IRELAND

Andrew Bates

Dillon Eustace

“Like their international counterparts, regulated entities in Ireland are subject to an ever increasing level of regulatory scrutiny as well as enforcement activity. This is evident from the practical application of the Irish Central Bank’s probability risk and impact system, or PRISM – the risk-based framework for supervision of regulated entities, which it uses to determine which entities to focus mostly closely on and how frequently. It is also evident in regular Central Bank themed inspections, through regulatory questionnaires and also from the attitude of regulators in dealing with those they regulate. We are finding across all regulated industry sectors that there is a constant and deep questioning and challenging by regulators of what is being done, why it is being done and how it is being done.”

 

GERMANY

Dr Kirsten Donner

Kirkland & Ellis International LLP

“In response to the financial crisis, the European Commission pursued a number of initiatives to create a safer and sounder financial sector for the single market. These initiatives – the so-called Single Rulebook , which include stronger prudential requirements for banks, improved depositor protection and rules for managing failing banks – affect all financial players in EU Member States. Therefore, today’s financial services institutions, meaning credit institutions and investment services providers, are facing increasing supervisory activity on a national and European level. With regard to the European Banking Union, for instance, systemically relevant banks will be subject to closer supervision and misconduct will be avenged more forcefully. In addition, national legislators seek to improve a properly functioning banking and financial services system to promote the performance potential of a country’s economy.”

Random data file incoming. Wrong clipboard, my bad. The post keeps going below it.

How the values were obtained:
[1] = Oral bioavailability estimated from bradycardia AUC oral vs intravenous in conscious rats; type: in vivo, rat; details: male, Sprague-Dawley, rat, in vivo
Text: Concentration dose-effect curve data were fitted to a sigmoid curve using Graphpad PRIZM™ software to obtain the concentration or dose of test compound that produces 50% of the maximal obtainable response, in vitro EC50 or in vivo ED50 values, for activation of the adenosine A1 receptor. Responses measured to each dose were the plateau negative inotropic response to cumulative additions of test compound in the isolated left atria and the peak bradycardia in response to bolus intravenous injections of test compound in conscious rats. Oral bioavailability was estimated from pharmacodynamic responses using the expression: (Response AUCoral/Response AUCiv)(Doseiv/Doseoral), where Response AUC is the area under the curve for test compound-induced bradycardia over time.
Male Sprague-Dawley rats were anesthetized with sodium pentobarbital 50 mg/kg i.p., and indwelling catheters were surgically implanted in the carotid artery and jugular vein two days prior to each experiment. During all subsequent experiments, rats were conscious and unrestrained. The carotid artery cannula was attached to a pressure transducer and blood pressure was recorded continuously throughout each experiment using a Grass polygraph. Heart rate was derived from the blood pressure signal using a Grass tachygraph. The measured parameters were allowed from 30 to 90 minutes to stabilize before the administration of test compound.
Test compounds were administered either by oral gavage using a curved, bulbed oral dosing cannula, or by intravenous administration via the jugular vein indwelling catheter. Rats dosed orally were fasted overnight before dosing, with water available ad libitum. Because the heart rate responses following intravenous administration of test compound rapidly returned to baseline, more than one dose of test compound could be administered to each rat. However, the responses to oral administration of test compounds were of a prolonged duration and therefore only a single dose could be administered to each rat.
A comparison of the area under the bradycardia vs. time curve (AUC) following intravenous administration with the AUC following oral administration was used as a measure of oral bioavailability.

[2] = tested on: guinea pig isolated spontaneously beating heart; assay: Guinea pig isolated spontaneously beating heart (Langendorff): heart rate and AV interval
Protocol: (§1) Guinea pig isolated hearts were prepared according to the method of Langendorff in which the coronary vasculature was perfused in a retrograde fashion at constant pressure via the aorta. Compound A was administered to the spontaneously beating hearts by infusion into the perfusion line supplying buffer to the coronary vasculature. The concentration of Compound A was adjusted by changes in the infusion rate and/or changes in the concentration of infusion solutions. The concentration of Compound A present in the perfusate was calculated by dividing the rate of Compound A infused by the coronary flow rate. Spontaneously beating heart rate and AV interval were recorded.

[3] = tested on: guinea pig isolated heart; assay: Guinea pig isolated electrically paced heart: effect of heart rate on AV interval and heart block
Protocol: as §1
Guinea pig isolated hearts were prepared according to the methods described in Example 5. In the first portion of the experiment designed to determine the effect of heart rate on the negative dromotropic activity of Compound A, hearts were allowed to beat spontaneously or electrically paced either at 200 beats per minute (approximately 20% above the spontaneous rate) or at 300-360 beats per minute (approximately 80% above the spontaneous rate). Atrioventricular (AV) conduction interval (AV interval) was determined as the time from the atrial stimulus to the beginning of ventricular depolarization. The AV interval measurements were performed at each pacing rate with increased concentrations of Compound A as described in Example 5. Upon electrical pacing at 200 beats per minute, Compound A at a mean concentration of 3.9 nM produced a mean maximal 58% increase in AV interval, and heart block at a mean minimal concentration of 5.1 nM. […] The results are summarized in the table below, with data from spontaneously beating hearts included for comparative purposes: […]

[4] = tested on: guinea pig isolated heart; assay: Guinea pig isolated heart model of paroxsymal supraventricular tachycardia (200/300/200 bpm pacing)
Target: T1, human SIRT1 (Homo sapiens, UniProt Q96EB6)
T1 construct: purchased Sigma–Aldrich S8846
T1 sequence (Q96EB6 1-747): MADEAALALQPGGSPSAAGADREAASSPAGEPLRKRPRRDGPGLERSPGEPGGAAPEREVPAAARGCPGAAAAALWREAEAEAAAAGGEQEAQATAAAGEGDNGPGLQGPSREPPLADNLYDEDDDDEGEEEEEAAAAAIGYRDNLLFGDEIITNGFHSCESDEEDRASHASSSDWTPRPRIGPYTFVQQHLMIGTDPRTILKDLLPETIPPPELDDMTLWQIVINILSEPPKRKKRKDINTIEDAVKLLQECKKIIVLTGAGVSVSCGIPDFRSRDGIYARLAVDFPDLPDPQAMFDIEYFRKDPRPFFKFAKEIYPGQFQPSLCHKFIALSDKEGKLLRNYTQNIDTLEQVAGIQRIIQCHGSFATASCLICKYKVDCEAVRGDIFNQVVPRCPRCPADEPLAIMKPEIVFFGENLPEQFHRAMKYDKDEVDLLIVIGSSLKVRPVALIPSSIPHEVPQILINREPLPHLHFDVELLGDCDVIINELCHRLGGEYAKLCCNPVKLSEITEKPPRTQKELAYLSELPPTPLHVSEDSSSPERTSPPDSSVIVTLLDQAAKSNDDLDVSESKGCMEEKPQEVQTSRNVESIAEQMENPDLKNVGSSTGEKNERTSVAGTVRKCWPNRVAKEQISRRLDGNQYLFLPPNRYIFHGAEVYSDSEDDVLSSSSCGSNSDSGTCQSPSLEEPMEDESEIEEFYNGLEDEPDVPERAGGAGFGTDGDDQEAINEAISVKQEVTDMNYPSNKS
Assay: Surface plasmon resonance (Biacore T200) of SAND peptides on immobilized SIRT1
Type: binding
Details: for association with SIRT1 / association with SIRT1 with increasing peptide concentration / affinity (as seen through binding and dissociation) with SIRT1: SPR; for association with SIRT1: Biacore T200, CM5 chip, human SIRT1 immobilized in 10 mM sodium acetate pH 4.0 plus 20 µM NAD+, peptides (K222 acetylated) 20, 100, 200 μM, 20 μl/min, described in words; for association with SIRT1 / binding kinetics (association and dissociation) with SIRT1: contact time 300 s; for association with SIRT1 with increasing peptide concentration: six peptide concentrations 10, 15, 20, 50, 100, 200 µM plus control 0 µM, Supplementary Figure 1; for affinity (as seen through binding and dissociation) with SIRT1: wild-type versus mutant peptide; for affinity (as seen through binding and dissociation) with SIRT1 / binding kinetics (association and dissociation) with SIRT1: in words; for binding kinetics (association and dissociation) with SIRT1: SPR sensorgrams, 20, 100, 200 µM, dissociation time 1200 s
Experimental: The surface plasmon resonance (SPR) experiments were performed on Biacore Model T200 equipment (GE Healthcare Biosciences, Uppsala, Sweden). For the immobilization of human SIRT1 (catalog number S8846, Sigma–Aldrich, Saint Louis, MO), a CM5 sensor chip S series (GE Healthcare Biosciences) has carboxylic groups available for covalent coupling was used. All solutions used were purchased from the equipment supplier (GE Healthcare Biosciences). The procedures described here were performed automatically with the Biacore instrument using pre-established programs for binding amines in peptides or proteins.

NETHERLANDS

Paul Rothwell

Deloitte

“Due to recent global macro-economic events, as well as local issues and scandals, the solid reputation of the financial system in the Netherlands has taken a blow. As a reaction, European and national authorities are becoming more and more demanding and continue to define new requirements with a prudential – e.g. leverage ratio – and behavioural – e.g. customer due diligence – impact. Since the Netherlands operates within a European context, the government is continuously balancing local and European requirements. In many cases the local legislation is more strict – e.g. banking bonus – impacting the level playing field.”